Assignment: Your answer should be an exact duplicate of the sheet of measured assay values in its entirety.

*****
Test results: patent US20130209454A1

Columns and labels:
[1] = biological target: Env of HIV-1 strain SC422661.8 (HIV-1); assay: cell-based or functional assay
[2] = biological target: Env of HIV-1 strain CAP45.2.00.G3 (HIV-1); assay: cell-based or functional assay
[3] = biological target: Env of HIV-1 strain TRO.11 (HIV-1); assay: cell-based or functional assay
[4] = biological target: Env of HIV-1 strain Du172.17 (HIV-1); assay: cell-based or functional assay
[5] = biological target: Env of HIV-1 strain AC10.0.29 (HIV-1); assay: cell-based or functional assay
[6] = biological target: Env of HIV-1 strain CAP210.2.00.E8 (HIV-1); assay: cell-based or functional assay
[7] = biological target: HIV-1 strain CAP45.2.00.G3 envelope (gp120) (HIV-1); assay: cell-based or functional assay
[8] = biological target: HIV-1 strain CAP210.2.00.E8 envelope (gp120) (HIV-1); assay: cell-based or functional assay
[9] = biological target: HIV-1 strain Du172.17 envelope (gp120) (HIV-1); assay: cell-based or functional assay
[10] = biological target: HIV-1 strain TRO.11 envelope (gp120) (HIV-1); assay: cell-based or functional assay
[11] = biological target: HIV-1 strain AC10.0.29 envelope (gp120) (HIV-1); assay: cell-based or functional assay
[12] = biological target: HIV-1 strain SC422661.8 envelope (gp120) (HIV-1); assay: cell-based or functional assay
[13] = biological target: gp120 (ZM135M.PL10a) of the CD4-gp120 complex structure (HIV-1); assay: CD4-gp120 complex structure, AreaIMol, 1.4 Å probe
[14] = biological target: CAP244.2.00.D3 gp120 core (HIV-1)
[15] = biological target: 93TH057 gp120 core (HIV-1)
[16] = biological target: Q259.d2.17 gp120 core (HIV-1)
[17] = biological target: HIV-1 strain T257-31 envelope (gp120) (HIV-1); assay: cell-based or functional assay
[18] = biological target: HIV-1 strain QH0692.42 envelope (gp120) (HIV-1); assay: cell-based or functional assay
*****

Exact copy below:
Test results: patent US20130209454A1

Columns and labels:
[1] = biological target: Env of HIV-1 strain SC422661.8 (HIV-1); assay: cell-based or functional assay
[2] = biological target: Env of HIV-1 strain CAP45.2.00.G3 (HIV-1); assay: cell-based or functional assay
[3] = biological target: Env of HIV-1 strain TRO.11 (HIV-1); assay: cell-based or functional assay
[4] = biological target: Env of HIV-1 strain Du172.17 (HIV-1); assay: cell-based or functional assay
[5] = biological target: Env of HIV-1 strain AC10.0.29 (HIV-1); assay: cell-based or functional assay
[6] = biological target: Env of HIV-1 strain CAP210.2.00.E8 (HIV-1); assay: cell-based or functional assay
[7] = biological target: HIV-1 strain CAP45.2.00.G3 envelope (gp120) (HIV-1); assay: cell-based or functional assay
[8] = biological target: HIV-1 strain CAP210.2.00.E8 envelope (gp120) (HIV-1); assay: cell-based or functional assay
[9] = biological target: HIV-1 strain Du172.17 envelope (gp120) (HIV-1); assay: cell-based or functional assay
[10] = biological target: HIV-1 strain TRO.11 envelope (gp120) (HIV-1); assay: cell-based or functional assay
[11] = biological target: HIV-1 strain AC10.0.29 envelope (gp120) (HIV-1); assay: cell-based or functional assay
[12] = biological target: HIV-1 strain SC422661.8 envelope (gp120) (HIV-1); assay: cell-based or functional assay
[13] = biological target: gp120 (ZM135M.PL10a) of the CD4-gp120 complex structure (HIV-1); assay: CD4-gp120 complex structure, AreaIMol, 1.4 Å probe
[14] = biological target: CAP244.2.00.D3 gp120 core (HIV-1)
[15] = biological target: 93TH057 gp120 core (HIV-1)
[16] = biological target: Q259.d2.17 gp120 core (HIV-1)
[17] = biological target: HIV-1 strain T257-31 envelope (gp120) (HIV-1); assay: cell-based or functional assay
[18] = biological target: HIV-1 strain QH0692.42 envelope (gp120) (HIV-1); assay: cell-based or functional assay